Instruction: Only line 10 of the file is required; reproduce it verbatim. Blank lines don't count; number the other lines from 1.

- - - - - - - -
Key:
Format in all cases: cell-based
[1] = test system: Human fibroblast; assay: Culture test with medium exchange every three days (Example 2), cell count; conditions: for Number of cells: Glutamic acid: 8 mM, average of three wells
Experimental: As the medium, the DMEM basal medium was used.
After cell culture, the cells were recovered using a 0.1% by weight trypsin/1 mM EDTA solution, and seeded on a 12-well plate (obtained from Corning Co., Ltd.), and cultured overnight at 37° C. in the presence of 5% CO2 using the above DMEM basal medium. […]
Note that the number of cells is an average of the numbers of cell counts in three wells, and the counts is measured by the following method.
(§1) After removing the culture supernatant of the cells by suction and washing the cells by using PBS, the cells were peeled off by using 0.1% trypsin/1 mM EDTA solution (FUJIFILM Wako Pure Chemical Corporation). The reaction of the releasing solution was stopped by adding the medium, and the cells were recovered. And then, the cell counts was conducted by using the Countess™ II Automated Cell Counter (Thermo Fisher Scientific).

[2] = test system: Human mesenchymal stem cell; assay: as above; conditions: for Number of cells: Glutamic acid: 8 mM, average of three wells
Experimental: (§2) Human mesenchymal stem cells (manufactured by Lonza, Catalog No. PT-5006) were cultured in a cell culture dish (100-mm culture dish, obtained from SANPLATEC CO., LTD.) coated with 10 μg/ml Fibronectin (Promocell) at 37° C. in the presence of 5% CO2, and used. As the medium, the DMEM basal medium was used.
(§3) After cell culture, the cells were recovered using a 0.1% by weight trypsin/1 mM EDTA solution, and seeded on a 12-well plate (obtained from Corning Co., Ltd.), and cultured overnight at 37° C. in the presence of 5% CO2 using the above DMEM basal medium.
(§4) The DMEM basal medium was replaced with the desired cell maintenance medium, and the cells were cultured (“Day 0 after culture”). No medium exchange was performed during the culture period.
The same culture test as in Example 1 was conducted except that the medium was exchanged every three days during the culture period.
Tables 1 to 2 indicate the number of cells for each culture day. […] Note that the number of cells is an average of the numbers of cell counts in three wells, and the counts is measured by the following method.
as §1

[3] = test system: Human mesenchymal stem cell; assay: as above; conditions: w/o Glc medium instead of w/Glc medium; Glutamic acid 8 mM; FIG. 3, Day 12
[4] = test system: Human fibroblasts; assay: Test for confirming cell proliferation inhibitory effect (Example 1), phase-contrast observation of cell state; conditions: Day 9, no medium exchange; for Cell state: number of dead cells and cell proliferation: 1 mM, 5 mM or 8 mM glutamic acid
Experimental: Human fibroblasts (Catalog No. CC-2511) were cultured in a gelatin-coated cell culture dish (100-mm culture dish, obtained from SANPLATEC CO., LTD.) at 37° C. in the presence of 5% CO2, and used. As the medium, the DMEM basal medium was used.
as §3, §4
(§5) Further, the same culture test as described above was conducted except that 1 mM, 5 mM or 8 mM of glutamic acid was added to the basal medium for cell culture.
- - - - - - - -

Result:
(§3) After cell culture, the cells were recovered using a 0.1% by weight trypsin/1 mM EDTA solution, and seeded on a 12-well plate (obtained from Corning Co., Ltd.), and cultured overnight at 37° C. in the presence of 5% CO2 using the above DMEM basal medium.